Albanese with Zambian government ministers on behalf of Vedanta in 2014
20th October 2017. On Tuesday the Securities and Exchange Commission filed a fraud case against Rio Tinto and two of its executives Tom Albanese (until recently Vedanta’s CEO) and Guy Elliot for inflating the value of a misguided coal deal with Mozambique in 2011. Rio Tinto was immediately fined £27.4 million by the Financial Conduct Authority in the UK for breaching UK listing rules. Albanese and Elliot now face major fines for ‘ill gotten gains’ plus interest, as well as a ban on serving as directors of any public company.
Albanese presided over multiple human rights violations while serving as Rio Tinto CEO, and was finally forced to leave in 2011 following the disastrous $44 billion dollar decision to merge with Alcan in 2007 that had written off $9 billion, followed by the failed Mozambique coal deal (see previous article on this website). Guy Elliot has exercised considerable influence over India’s mineral policy, telling Indian decisions-makers it should include a fast-track clearance procedure, and allow ‘security of tenure’, i.e. grant long-term lease rights to foreign mining companies in a speech at the India-UK Business Leaders’ Forum in June 2006.
Please read the Financial Times article: Rio Tinto charged with fraud in US and fined in UK for more information.
13th October 2017. Judges today threw out Vedanta’s appeal to the May 2016 High Court judgment allowing Zambian farmers to have their case against the company heard in the UK. The judgment adds further weight to precedents holding UK companies legally responsible for the actions of their subsidiaries.
Judges today released their verdict on Vedanta’s appeal in the case of the Chingola communities suing UK company Vedanta Resources, and their Zambian subsidiary Konkola Copper Mines (KCM), for pollution causing illness and loss of livelihood.
Press coverage: New York Times – Zambian Villagers Win Right to Sue Vedanta in English Courts
Newsclick – Zambian villagers can now sue Vedanta in England over poisoning their water.
Legal analysis at Lexology.com – Jurisdiction and parent company liability – Court of Appeal keeps door ajar for extra-territorial human rights related claims
7th September. This year was Vedanta’s 14th AGM, since registering on the London Stock Exchange in December 2003, and the 14th year that dissident shareholders have attended the meeting to hold the company to account for their environmental and human rights abuses. The minutes published by activist shareholders every year, documenting the company’s response to these, and other questions, represent important disclosures on Vedanta’s operations, finances and legal issues. Please spread them far and wide!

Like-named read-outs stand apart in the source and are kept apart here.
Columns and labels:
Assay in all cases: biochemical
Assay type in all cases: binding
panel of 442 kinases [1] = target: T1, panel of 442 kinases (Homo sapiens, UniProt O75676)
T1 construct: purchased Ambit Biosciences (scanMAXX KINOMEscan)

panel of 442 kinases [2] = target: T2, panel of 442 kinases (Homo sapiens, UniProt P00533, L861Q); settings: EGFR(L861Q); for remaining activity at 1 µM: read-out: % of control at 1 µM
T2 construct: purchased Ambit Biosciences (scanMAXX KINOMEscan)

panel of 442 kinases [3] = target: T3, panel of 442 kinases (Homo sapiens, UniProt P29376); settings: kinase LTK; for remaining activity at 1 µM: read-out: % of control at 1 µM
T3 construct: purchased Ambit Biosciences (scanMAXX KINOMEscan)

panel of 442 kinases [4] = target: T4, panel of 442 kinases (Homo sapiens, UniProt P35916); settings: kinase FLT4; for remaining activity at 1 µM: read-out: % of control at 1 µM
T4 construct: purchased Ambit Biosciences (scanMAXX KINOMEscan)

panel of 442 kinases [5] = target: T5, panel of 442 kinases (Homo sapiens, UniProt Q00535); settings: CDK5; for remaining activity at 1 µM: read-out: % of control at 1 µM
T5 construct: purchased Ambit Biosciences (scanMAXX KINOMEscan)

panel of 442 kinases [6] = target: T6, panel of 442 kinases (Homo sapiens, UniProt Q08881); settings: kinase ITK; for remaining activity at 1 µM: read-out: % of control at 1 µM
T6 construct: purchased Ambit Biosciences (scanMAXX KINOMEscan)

Minutes of Vedanta Resources’ 2017 AGM
In the beginning
1. After lengthy introductory remarks, the Chair, Anil Agarwal, opened the meeting. He called 2017 a year of great potential for Vedanta, noting they were now the sixth largest diversified resources company. He claimed that since 2003 the group has returned over £2 billion to shareholders, and heralded Vedanta’s positioning, because India and Africa give a unique opportunity for growth. While other companies look to China, he said, Vedanta has India, which is the fastest growing country in the world. Vedanta claims to be one of the biggest tax payers in India. By way of demonstrating his political connections in India, Mr. Agarwal noted he was able to join the Indian State visit to South Africa.
2. He assured shareholders that safety across the company continues to be a priority, claiming again that they are making zero harm, zero waste and zero discharge the ultimate goal. There is some way to go, but he claimed they will not stop until they have achieved this. Agarwal highlighted the ‘challenge’ of climate change and claimed that Vedanta takes its responsibility to society seriously, with various claims to be helping up to 2 million people, especially women and children. In July the company had held its third annual sustainable development meeting with various stakeholders in London. They claimed to welcome ongoing dialogue with NGOs, governments and stakeholders.
14th August 2017. Loud and theatrical protests were again held outside the AGM of British mining company Vedanta Resources’ at the Lincoln Centre, Lincoln Inn Fields, London at 2pm today accusing the company of major environmental and human rights abuses across its operations. Parallel protests and meetings were held today by affected communities and their supporters at several locations in India and Zambia. Inside the AGM, dissident shareholders asked questions on behalf of Zambian villagers who are suing Vedanta in the UK for twelve years of polluted water, as well as tribal inhabitants of the Niyamgiri hills in Odisha, India who accuse Vedanta of murdering and harassing them with state collusion.
Please see the video of today’s protest in London!
and excellent photos from Peter Marshall here.
Coverage on Xinhau news: Environmental protesters picket annual meeting of mining firm Vedanta.